Ladies gloves, those lovely and impractical things. It is amazing to me that women in the recent past routinely wore them.
A brief history of glove wearing in the 20th century:
During the 1930s, both day and evening gloves were a regular part of a lady’s outfit. Long evening gloves went with the lines of bias cut evening dresses, while shorter gloves (usually white) were worn during the day.
During World War II, raw materials, particularly leather and silk, were dedicated to the war effort. Though gloves were still considered a fashionable accessory, women wore their pre-war leather gloves or made do with practical cotton ones.
Gloves regained popularity in the post-war 1940s and hit their peak in the 1950s, which was the last era in which gloves were an important part of a woman’s wardrobe. They were worn everywhere in the 50s and completed a woman’s grooming; without them she was not properly accessorized. Women wore cotton gloves in an array of colors, as well as leather or the newer nylon ones. In true fifties excess, there were long opera length gloves, gauntlets with deeply folded cuffs, and ones embellished with embroidery, rhinestones, beads or sequins.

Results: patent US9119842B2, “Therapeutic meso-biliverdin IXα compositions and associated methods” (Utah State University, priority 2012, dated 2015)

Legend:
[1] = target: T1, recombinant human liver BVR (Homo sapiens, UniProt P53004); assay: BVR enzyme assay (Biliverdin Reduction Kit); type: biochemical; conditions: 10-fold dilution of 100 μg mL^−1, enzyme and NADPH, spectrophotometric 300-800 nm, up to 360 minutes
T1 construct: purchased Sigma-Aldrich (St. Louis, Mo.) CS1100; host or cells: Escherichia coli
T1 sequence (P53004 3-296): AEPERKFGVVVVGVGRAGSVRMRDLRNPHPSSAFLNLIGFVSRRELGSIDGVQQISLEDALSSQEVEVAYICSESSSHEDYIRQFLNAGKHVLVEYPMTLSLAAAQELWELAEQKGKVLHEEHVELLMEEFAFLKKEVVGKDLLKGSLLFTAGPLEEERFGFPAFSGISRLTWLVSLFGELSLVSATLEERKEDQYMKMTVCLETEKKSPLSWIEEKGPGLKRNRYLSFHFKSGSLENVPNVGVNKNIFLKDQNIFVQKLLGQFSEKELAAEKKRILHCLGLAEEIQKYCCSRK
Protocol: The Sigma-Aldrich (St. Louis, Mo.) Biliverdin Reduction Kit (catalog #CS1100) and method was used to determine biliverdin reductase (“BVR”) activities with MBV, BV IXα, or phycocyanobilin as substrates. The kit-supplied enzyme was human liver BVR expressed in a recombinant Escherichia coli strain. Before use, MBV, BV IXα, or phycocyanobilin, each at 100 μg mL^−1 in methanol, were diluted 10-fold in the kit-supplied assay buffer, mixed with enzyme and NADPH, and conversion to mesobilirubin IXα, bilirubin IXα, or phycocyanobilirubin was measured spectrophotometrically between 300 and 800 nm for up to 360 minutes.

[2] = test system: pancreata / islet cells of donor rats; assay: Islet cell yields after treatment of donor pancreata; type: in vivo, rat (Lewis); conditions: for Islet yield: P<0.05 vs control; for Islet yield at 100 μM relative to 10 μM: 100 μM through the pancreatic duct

But by the middle of the 1960s, fashion gloves were worn only on very rare occasions. Gloves became just hand-warmers, rather than the finishing touch to an elegant ensemble.
Here are some of these beauties I have in the shop:
I am a vintage clothing shop owner living and working in rural north Florida. I believe in adding a little vinegar and molasses to my greens, having my coffee outside whenever possible, and mixing something vintage into every room and every outfit.